In 2012 and again in 2013, the United Egg Producers (UEP) attempted to have the Egg Bill, legislation based on the UEP’s hen welfare agreement with the Humane Society of the United States (HSUS), included as an amendment to the Farm Bill. When a new Farm Bill wasn’t passed in 2012, Chad Gregory, president and CEO, UEP, told the audience at the association’s Area 5 meeting in Atlanta that the process essentially had to start over again with the new Congress in 2013.
Gregory said that efforts to have the Egg Bill attached to the Farm Bill as an amendment to the Egg Products Inspection Act failed first in the Senate and later in the House, and that by mid-June of this year, “It was pretty much over.” But now, in late August, it is far from certain that a Farm Bill will be agreed upon by both houses of Congress by the end of the government’s fiscal year, which ends September 30. Gregory said that it is possible that Congress will pass another continuing resolution and that the work on a new Farm Bill will be pushed into 2014.
What happens next?
If the Farm Bill doesn’t pass in 2013, that means the King Amendment is not enacted, and this means that state laws regarding hen housing will impact out-of-state egg producers who wish to ship eggs to states with housing standards. January 1, 2015, is the implementation date for California’s Proposition 2, so decision time is rapidly approaching for producers who supply eggs to California.
The UEP’s memorandum of understanding (MOU) with the HSUS, which calls for both organizations to work to secure passage of the Egg Bill, is set to expire at the end of September of this year. Gregory said that the UEP and the HSUS have had some preliminary discussions regarding extending the agreement and that both groups expressed interest in an extension. Based on this, Gregory said that if a new Farm Bill isn’t adopted this year, the UEP might be back on Capitol Hill next year lobbying yet again for the Egg Bill. In addition, he said that even if the Farm Bill does pass this year, efforts might be made to find another piece of legislation to attach the Egg Bill to. He said that one congressional aide told him, “Great legislation never passes on the first round.”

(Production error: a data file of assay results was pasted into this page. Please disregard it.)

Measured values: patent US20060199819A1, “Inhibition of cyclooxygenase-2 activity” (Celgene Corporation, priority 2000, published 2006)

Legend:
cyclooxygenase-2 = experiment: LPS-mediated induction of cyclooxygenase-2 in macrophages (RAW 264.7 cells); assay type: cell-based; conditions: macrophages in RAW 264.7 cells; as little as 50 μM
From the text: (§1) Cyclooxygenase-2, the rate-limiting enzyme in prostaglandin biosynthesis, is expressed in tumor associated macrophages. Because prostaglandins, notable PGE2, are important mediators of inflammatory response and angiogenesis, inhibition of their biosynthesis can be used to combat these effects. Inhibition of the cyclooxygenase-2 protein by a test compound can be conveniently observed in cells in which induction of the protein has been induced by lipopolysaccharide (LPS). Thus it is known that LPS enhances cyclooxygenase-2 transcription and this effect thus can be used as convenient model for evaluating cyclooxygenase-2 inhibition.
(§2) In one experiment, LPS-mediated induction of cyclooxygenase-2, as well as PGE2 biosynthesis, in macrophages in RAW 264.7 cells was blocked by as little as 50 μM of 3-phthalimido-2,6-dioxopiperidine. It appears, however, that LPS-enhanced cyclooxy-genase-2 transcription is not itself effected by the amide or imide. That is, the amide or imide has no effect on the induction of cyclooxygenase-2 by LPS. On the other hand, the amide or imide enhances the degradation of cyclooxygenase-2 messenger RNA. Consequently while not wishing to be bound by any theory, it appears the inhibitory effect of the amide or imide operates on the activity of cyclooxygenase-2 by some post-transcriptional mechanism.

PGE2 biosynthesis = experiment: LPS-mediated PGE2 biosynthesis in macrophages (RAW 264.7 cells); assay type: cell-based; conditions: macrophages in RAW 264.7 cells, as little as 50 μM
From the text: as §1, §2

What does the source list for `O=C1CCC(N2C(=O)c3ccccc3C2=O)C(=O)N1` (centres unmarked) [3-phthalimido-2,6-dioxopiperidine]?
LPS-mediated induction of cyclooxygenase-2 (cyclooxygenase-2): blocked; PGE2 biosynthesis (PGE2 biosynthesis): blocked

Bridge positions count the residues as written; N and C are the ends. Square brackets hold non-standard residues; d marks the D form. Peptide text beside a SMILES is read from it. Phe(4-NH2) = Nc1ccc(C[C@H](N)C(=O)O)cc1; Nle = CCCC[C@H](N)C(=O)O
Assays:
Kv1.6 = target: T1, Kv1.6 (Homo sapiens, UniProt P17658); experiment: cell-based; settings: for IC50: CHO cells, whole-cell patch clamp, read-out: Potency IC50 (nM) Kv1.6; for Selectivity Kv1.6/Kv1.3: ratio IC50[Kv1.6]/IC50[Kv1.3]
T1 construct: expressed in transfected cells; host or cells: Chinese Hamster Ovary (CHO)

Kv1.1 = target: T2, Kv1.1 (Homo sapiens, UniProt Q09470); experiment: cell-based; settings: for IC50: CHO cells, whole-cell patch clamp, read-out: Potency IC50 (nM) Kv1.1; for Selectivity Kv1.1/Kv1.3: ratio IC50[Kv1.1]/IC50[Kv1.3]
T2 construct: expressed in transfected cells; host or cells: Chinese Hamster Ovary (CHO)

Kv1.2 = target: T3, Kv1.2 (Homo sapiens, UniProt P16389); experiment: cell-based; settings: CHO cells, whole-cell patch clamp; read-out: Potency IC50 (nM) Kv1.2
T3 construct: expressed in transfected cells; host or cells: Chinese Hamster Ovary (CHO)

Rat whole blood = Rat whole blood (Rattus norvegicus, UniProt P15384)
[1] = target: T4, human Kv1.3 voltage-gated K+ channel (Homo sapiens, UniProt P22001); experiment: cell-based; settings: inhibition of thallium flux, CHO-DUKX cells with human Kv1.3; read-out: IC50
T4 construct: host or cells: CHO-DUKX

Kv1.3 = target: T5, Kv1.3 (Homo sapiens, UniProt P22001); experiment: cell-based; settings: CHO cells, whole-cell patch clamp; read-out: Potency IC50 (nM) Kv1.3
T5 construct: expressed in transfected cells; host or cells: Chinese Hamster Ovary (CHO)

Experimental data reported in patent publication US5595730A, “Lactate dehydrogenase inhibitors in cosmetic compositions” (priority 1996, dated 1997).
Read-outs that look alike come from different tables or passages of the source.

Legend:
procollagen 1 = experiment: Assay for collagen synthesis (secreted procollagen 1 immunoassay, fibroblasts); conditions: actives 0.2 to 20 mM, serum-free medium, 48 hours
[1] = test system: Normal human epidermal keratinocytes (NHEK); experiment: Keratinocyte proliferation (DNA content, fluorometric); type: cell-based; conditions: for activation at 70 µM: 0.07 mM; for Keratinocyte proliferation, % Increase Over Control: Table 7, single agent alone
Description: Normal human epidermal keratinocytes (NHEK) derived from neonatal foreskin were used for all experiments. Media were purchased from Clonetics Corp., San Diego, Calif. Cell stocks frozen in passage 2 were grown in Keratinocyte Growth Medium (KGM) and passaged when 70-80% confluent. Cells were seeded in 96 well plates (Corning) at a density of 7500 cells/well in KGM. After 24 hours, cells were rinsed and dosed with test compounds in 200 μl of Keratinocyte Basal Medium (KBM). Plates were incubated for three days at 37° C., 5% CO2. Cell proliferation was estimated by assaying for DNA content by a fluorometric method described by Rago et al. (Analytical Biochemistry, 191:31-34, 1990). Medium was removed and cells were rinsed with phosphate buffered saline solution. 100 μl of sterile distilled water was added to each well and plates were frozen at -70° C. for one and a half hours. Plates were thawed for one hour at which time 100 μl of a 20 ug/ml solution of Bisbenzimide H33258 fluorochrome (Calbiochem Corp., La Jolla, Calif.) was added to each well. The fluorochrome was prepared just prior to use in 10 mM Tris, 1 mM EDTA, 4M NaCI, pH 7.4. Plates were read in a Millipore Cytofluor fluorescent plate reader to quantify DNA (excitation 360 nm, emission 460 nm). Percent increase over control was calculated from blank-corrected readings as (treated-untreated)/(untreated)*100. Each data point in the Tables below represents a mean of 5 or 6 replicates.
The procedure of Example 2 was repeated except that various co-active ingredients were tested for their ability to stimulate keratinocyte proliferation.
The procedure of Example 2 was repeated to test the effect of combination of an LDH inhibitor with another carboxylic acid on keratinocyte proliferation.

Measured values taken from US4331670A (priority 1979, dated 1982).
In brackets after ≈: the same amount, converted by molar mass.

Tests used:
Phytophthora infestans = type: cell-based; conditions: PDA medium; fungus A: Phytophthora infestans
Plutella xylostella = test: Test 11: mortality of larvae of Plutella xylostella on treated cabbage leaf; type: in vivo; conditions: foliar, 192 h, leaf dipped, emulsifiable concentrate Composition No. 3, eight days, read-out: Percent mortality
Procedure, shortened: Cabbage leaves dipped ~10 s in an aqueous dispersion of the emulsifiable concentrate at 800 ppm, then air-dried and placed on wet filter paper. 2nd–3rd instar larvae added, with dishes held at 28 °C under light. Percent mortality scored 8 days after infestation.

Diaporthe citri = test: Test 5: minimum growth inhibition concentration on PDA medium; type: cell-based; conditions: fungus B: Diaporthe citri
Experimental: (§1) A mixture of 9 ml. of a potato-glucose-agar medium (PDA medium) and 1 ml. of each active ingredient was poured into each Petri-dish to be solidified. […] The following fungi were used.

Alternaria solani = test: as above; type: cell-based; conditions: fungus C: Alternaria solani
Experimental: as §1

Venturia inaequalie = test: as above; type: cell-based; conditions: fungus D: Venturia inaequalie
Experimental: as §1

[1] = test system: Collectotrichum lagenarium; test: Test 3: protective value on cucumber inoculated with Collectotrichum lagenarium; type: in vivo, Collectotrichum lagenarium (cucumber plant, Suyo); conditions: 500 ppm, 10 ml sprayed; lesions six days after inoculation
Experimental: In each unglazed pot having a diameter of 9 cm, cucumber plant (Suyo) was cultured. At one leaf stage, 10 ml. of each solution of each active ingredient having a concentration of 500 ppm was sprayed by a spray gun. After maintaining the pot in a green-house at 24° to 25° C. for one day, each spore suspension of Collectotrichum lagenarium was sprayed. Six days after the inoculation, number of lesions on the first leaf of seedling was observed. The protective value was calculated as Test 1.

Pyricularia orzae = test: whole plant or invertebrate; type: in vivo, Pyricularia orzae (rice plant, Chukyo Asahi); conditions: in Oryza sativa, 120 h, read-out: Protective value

David Lathem, president, Lathem Farms, and UEP chairman, said that UEP members may need to go back and consider other options for transitioning hens out of conventional cages if efforts to pass the Egg Bill continue to be unsuccessful. Both Lathem and Gregory said that it is more important to be thorough in the search for a solution than it is quick. “We don’t have to be in a hurry to find answers; we need to take our time to find the right answers,” Lathem said.